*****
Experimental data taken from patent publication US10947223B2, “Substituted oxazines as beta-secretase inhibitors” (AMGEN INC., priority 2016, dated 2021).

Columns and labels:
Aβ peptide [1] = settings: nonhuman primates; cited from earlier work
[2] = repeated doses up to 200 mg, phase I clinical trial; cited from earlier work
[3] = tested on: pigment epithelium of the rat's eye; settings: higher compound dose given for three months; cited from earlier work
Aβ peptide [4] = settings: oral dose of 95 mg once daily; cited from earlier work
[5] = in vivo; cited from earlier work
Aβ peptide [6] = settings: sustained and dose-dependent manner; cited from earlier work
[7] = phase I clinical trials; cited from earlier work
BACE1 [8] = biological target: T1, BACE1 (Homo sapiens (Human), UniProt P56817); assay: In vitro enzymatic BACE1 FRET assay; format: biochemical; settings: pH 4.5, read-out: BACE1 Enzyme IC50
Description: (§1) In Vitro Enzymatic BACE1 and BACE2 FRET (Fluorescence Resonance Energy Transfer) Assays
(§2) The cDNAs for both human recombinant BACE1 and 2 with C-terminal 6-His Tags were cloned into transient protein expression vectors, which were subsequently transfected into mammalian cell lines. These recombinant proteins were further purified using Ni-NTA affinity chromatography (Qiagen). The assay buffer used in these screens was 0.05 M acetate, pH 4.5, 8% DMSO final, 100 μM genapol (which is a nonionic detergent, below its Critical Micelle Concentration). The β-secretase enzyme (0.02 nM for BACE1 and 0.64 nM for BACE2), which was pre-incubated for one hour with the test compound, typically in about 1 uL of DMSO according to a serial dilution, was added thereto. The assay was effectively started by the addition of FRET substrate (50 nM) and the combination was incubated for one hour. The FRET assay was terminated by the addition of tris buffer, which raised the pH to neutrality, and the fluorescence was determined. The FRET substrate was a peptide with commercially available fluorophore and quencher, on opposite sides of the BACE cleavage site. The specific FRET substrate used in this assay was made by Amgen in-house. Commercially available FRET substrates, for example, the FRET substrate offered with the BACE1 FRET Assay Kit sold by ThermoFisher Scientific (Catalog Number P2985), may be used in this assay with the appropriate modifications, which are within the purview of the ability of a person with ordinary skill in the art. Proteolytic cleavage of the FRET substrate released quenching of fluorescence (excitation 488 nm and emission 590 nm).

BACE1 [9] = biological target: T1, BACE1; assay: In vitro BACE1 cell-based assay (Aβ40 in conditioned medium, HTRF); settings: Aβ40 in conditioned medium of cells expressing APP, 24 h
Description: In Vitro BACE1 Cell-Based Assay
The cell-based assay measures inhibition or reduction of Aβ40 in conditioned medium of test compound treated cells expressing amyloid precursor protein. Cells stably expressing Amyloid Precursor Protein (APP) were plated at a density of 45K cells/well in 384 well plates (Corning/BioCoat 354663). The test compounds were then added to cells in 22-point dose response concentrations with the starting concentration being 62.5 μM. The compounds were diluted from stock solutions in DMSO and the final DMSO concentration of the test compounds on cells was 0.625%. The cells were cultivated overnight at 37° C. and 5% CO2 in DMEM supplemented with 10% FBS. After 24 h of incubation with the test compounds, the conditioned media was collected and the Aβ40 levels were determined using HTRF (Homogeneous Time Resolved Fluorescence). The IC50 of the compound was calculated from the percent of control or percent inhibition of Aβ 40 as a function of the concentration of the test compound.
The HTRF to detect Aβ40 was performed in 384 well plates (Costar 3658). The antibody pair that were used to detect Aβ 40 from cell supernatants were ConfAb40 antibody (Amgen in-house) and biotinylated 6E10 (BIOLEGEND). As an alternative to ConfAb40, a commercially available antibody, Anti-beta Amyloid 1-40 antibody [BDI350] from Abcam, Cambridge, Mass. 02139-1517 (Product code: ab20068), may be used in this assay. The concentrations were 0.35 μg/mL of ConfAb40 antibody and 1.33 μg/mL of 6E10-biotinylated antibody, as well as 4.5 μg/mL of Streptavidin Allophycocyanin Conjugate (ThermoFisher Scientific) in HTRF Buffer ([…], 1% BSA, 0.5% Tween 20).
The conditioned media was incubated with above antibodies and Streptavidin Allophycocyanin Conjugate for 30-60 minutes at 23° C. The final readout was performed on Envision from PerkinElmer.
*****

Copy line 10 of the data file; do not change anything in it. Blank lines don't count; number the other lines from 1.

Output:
BACE1 [8] = biological target: T1, BACE1 (Homo sapiens (Human), UniProt P56817); assay: In vitro enzymatic BACE1 FRET assay; format: biochemical; settings: pH 4.5, read-out: BACE1 Enzyme IC50